The Calf Became an Orphan (A Study in Contemporary Kannada Fiction)

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Item Code: NZK036
Author: Robert J. Zydenbos
Publisher: Institut Francais De Pondichery
Language: English
Edition: 1996
ISBN: 9788184700732
Pages: 329
Cover: Paperback
Other Details 10.0 inch x 6.5 inch
Weight 950 gm
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Book Description


The present study is about fiction in Kannada (also known as Canarese), one of the most highly developed literary languages of India. What J.F. Fleet, a nineteenth-century colonial civil servant who was one of the rare early researchers in the field of Kannada language and literature, has expressed about the state of Kannada studies in his time still holds good today: the study of its literature has been sadly neglected not only by foreign scholars but also by Indian scholars outside the Kannada-speaking state of Karnataka, for reasons which will be stated below. This study deals with fiction In Kannada which has appeared since India attained independence in 1947 and focuses on those themes which are found in this literature and which are not known in the major Western literatures because they represent problems which are specific for the culture in which this literature is written.

To my knowledge, this is the first doctoral dissertation about Kannada literature ever submitted at a university in the Western world. Also I believe that it is the first dissertation dealing with culturally specific themes in a modern Indian literature from a literary point of view. This work is therefore a pioneer work in its kind, and such writings can demand much from their readers; but I hope that my readers will enjoy the adventure of exploring this literature as much as I did.

While writing this work I have kept in mind that it may be of interest not only to Ideologists but also to those who are working in other disciplines, for instance in comparative literature or anthropology, i.e. for people without any specialized knowledge about Kannada, its literature, Karnataka or even India. Since we are dealing here with a largely unknown literature, I have given elaborate summaries of the literary works that are discussed in the dissertation, which perhaps would have been less necessary in the case of certain other literatures. Also I hope that the work will reach not only Western readers, but an Indian readership as well. Because I have kept these various kinds of possible readers in mind, every reader will unavoidably come across passages in this study that are unnecessary for him or her: thus the Indian reader will wonder why I explain matters concerning Karnataka and India which are obvious to him, and mutatis mutandis the Western reader will think the same. I hope that the readers w ill bear with me in such cases and skip over those passages without being very irritated. Likewise, I hope that whenever my criticism of certain things seems a bit harsh to my readers, they will realize that such criticism is an expression of my concern for a land and a people that I have learnt to appreciate deeply.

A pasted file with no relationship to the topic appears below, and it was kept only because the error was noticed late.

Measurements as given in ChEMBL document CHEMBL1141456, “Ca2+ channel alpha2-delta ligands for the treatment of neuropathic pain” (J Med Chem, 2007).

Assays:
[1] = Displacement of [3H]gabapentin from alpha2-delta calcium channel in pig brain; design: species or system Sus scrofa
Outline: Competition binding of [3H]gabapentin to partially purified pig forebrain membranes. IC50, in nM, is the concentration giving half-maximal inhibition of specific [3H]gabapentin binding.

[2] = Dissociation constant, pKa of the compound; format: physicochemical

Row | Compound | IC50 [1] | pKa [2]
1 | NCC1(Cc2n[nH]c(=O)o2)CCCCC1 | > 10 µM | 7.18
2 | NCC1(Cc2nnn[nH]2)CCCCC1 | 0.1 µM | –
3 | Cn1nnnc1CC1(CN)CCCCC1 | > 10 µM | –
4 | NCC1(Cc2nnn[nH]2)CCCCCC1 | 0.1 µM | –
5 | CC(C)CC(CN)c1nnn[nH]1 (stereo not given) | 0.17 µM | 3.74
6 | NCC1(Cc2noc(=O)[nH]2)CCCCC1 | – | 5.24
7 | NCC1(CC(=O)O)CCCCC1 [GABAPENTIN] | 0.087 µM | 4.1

Pioneer work often runs into opposition in established academic circles, and I consider myself fortunate that at the Rijksuniversiteit Utrecht in the Netherlands, where I received my training in various Indological subjects, I received ample encouragement for this work. The Netherlands Foundation for the Advancement of Tropical Research (WOTRO) must be mentioned here for financially enabling me to undertake the project, and the University of Utrecht again for awarding me the doctorate for this dissertation in 1989.

Another consequence of this being a pioneer work is that no publisher for it could be found immediately. The Kannada language and its literature have yet to receive the recognition that e.g. Bengali and Tamil already have received in scholarly circles, and a book about Kannada literature is as yet uninteresting for commercial academic publishers. Under such circumstances it is fortunate that the Institut francais de Poridichery has accepted the work for publication.